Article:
And he does not just use ideas from the world: some come from his own literary work, which he will often reinterpret -specially with Ubik- like a sign of everything that happened, as if his works were his own 'precog' intuition on what was to come.



Only briefly in his years after his main mystical experience does Philip come near some sort of "metavision", though he mostly goes on and on sliding once and again through endless hypothesis. And his Exegesis shows that his creative speculation really is extremely rich. It makes sense: you take one of the most imaginative writers from the XX Century, who has even been the source to a dozen of movies, and you put him face to face with an event that undermines his ideas on reality to such an extent he can’t but passionately build endless conjectures, tirelessly, again and again.

Something I found shocking about PKD before I red his Exegesis, was the idea that he took literally the idea that his 1974 AD happened to be mixed up with 70 AD to such an extent he could really believe he was living in the ancient Rome instead of in our time. And all this springs forth from the fact that Philip experienced a huge amount of synchronicities in his life in which the events in his real world were mirrored by the Book of Acts from the Bible. This is something that is often overlooked but which shouldn’t, and when you read the Exegesis you understand it is essential: for Philip K.Dick the really determining thing, the really important thing, the core of it all, are the enormous amount of synchronicities that are overwhelming him. In the high point of the synchronicity flow, they are related with the Book of Acts (things happen to him that mirror what happens in this book), and also one of his books is mirrored, this is "Flow My Tears, the Policeman Said". For Philip, when these synchronicities happen the world becomes alive, and that is where almost all his hypothesis are really centered. This is for him more important than Rome: that he has found some sort of "immanent God", or maybe an extraterrestrial intelligence, or some intradimensional form of life which manifests through synchronicity, or a lot of other ideas he will come up with.

This is the core of his experience, and it is very important in that it brings him closer to other Initiation accounts such like Robert Anton Wilson’s in Cosmic Trigger I. It is also thus that we can understand through PKD experience’s features (going through hell, the meeting with the sublime once he has gone through it, the way the guide he’s found in the underworld stays with him afterwards) that what we are dealing with here is a real initiatory experience.

It is also an experience with a lot of sides to it, and we shouldn’t just dismiss as psychotic digressions his conjectures when he considers for example the ideas about Rome in which he is a hidden christian intertwined with the current real world. There are indeed moments in which he takes such similarity quite literally, but he also perceives his explanations involving Rome being still alive ("the empire never ended") do not literally match and explain out his experience. As he goes on in his Exegesis, he has some brilliant moments in which his literalness dissipates and he considers the idea of a time outside of time, that is to say, of archetypes which belong to a timeless and eternal time which can manifest in different times and places, but which really belong to this archetypal source.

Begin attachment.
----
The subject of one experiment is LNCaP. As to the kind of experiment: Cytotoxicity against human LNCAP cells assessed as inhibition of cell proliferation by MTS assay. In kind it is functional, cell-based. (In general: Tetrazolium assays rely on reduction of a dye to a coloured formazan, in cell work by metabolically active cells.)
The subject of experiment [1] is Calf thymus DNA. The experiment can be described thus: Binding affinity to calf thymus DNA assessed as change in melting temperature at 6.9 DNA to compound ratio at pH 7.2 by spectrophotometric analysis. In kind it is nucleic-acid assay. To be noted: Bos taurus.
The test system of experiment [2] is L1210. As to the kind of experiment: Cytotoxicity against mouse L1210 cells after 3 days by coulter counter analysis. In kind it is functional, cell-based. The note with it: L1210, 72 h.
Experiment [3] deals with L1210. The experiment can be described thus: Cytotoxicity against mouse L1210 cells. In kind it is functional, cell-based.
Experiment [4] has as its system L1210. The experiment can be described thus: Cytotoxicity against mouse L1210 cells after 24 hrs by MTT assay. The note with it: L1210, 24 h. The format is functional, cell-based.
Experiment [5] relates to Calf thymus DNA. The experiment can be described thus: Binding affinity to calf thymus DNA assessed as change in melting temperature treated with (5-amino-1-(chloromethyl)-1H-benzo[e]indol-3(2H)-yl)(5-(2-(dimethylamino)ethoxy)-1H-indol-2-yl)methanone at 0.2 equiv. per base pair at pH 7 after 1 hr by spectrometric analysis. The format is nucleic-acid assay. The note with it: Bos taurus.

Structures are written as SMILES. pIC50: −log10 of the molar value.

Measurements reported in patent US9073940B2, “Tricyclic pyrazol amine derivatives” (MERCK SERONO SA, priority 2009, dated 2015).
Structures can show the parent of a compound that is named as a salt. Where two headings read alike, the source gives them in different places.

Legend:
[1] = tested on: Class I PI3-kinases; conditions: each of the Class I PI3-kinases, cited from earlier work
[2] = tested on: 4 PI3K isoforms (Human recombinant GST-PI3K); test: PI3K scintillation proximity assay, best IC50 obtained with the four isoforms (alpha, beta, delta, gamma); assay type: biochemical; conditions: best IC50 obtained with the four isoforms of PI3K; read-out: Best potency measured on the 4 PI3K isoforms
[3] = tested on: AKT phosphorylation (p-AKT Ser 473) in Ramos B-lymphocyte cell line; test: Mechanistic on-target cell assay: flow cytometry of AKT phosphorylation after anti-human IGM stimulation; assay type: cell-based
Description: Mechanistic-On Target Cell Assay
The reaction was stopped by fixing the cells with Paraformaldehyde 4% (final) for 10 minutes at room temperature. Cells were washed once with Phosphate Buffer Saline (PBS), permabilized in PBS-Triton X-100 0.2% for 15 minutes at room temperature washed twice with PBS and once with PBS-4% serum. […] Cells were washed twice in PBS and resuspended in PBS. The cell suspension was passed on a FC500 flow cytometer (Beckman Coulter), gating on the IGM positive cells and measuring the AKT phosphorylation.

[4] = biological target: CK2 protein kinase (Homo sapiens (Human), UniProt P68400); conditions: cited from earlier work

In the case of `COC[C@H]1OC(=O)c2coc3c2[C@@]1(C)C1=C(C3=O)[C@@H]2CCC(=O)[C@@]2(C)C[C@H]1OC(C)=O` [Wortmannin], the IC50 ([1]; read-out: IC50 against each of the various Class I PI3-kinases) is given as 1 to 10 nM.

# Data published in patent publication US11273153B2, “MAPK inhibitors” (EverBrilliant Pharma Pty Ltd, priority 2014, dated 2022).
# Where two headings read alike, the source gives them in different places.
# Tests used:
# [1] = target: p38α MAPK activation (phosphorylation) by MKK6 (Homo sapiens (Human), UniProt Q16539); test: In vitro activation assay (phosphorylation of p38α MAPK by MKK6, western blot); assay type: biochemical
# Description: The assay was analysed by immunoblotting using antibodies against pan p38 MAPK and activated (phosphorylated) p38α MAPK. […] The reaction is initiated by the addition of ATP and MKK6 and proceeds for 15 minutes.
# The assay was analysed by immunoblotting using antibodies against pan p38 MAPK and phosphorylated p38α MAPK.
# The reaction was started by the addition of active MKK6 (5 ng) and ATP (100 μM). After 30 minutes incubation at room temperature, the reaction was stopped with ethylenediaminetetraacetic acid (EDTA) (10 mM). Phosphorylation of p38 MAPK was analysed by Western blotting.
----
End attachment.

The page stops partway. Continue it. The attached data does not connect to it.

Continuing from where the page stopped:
This idea is close to the egyptian concept of the place outside of time where the myths of their deities develop: an eternal place where they tried to return again and again whenever they performed the rituals in which they represented their gods’ legends.


"Valis is a penetration of the physical by spirit". It deals with the world becoming alive, with a very specific disposition of events such that the thing which acted "was pure arrangement, and not the things arranged"; the fact that such arrangement mirrored the Book of Acts is important for PKD, but not the main core from the experience. The key point was reality becoming alive through the way it arranged everything that happened to PKD in order to communicate with him. "Things and processes seemed alive because sentient purpose rather than efficient mechanical law was modulating them"

This "thing that penetrates” into the real is also for PKD God as Void, as the initial unmanifested point from which every narrative derivation on reality emerges, such as he does all the way through his Exegesis.